The hidden Electronic Arts folder

If you open a Finder window and look in your Documents folder you should easily see the Electronic Arts folder:

But if you try to locate the folder using Spotlight or Finder you won’t be able to find it. If you’ve never tried it, give it a go – either click on the Spotlight icon (magnifying glass) in the menu bar or open a Finder window and type in Electronic Arts or The Sims 4.

Having This Mac selected in this search shows the Electronic Arts folder in the Library folder which is often the folder many users mistakenly use when trying to add Mods to their Sims 4 folder:

If we click on the Documents search option there is apparently no Electronic Arts folder on this Mac:

This is why using Terminal to search for Sims files and folders is so much quicker and easier, because no results are hidden from the search.

Cottage Living White Wisteria Recolour

I love the wisteria in Cottage Living but really wanted a white version with paler green leaves. As well as recolouring the regular Build/Buy Catalogue items, I also recoloured the debug wisteria and changed the tuning so it shows up as regular Build/Buy wisteria (thanks to this tutorial over at Sims 4 Studio). There are 5 regular items and 6 debug items.

You can find the items in the Build Catalogue under Wall Sculptures and the Buy Catalogue under Wall Decorations. The items pulled from debug do not have the Maxis description.

Download at SimFileShare (no adfly or paywall of any kind)

Improve the graphics in your Sims 4 game

I’ve recently discovered an amazing Simmer, Simp4Sims, who not only makes very cool stop motion build videos but has also provided an edited GraphicsRules.sgr file which will greatly enhance your in-game graphics. The GraphicsRules.sgr file is a game file that tells your game which graphics settings to load. It is nestled within the Sims4.app files but, since an update in September 2020, you can place a copy in the ConfigOverride folder in the Sims 4 folder and this will override the hidden original. Spot the difference:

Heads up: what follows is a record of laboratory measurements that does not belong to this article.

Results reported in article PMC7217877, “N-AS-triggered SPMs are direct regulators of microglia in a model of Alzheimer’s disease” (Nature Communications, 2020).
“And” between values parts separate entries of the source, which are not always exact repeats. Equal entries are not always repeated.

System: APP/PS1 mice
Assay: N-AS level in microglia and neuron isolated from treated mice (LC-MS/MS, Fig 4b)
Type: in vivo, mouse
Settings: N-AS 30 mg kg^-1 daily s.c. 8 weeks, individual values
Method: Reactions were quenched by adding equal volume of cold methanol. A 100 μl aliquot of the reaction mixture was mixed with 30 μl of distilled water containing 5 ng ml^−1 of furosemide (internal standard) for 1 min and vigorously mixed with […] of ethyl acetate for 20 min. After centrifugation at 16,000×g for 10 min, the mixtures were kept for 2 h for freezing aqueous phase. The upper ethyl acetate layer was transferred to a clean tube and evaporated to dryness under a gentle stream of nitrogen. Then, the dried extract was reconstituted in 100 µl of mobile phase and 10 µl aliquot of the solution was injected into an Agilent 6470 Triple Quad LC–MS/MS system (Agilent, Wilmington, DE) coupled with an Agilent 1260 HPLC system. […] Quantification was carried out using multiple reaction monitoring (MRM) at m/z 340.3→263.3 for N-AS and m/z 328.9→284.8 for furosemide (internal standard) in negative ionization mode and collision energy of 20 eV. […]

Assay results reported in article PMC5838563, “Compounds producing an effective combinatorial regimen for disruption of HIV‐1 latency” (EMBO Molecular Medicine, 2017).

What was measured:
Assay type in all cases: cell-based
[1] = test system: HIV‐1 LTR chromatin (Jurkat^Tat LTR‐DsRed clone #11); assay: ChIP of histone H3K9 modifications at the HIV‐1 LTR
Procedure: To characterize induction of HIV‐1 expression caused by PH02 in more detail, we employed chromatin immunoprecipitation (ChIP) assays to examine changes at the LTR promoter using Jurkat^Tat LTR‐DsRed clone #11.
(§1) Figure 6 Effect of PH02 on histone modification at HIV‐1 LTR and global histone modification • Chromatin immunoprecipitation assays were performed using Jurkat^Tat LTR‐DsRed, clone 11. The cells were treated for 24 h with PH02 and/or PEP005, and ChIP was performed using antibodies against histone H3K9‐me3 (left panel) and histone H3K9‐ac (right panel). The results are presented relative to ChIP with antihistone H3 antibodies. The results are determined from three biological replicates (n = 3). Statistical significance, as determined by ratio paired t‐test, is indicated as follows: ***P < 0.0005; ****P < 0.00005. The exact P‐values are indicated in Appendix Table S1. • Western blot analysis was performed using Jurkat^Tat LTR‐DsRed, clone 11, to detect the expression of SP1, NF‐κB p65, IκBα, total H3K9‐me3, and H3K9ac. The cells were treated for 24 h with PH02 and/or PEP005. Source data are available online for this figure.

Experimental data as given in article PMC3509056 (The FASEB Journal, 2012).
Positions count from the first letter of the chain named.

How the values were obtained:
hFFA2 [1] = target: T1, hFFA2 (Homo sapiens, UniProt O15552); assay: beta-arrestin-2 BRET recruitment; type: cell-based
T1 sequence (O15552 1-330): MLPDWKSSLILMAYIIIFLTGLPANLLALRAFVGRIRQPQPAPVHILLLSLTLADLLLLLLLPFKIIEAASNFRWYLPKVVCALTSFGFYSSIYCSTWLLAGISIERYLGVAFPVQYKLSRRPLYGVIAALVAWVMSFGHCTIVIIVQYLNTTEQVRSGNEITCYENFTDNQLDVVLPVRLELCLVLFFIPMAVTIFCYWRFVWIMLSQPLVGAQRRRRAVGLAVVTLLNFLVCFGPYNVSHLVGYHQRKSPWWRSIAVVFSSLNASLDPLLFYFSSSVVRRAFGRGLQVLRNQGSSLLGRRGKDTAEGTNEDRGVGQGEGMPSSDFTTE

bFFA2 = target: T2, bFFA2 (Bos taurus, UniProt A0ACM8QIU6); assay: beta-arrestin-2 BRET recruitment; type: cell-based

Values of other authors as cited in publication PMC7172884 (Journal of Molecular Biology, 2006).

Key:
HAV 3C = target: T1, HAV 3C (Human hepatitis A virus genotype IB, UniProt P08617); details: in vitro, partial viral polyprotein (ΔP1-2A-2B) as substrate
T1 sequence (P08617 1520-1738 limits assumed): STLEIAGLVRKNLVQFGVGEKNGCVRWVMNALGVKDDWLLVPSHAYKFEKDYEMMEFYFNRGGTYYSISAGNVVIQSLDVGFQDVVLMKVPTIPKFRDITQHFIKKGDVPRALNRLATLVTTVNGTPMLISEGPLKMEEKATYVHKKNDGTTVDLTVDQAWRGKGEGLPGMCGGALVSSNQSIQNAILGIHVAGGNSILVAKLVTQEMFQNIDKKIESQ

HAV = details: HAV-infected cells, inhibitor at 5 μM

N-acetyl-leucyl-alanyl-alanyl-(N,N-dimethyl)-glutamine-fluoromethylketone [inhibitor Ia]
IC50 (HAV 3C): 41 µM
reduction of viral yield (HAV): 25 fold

It’s very easy to make this change to your game as Simp4Sims has done all the hard work for you by editing various values in the GraphicsRules.sgr file but it’s also important that your Mac has a GPU powerful enough to handle the increased demand. If you have a Mac with integrated Intel graphics only I would not recommend doing this as it will most likely slow your game to a crawl and possibly cause it to freeze. If you have a Mac with an AMD GPU with 4GB or more VRAM then go for it. You may also notice a hit on performance in-game but you should be able to play. I don’t spend much time in Live mode, for me it’s all about the aesthetic and my game still runs great after adding this file.

After testing I can confirm this will reintroduce swimming pool reflections, something Maxis removed from the default file. It also improves the shadow lines and artifacting issues.

Instructions:

  1. Head over to Simp4Sims Patreon page here and download the GraphicsRules.sgr file. Don’t worry, you don’t need to be a Patron, the download is freely available to all. He also helpfully explains the main changes that have been made to the file.
  2. Navigate to your Sims 4 folder (where all your saves, Mods, Tray and other user data is saved) and open the ConfigOverride folder.
  3. Open the Downloads folder in a new Finder window, grab and drag the GraphicsRules.sgr file you just downloaded and drop it into the ConfigOverride folder.

and that’s it! It really is that easy. If you decide to go back to the original GraphicsRules.sgr file just trash the one in the ConfigOverride folder and your game will revert back to using the hidden file in the Sims4.app.

If you like to play a vanilla game don’t let this put you off, this is NOT a Mod. It is an edited game file that you can easily make changes to yourself if you prefer. We used to have to edit the GraphicsRules.sgr and GraphicsCards.sgr files in Sims 3 all the time just to get the game to work. You can find more information on the ConfigOverride folder here.